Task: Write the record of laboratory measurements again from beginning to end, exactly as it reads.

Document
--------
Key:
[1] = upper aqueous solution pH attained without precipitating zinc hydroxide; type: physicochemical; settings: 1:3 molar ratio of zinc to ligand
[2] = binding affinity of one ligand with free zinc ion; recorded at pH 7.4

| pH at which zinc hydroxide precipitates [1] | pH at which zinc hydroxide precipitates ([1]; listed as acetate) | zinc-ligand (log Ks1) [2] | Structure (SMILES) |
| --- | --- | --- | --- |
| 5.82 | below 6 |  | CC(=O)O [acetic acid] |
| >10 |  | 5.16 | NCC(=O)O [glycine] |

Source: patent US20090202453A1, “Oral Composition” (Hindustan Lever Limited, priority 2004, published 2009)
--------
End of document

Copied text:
Key:
[1] = upper aqueous solution pH attained without precipitating zinc hydroxide; type: physicochemical; settings: 1:3 molar ratio of zinc to ligand
[2] = binding affinity of one ligand with free zinc ion; recorded at pH 7.4

| pH at which zinc hydroxide precipitates [1] | pH at which zinc hydroxide precipitates ([1]; listed as acetate) | zinc-ligand (log Ks1) [2] | Structure (SMILES) |
| --- | --- | --- | --- |
| 5.82 | below 6 |  | CC(=O)O [acetic acid] |
| >10 |  | 5.16 | NCC(=O)O [glycine] |

Source: patent US20090202453A1, “Oral Composition” (Hindustan Lever Limited, priority 2004, published 2009)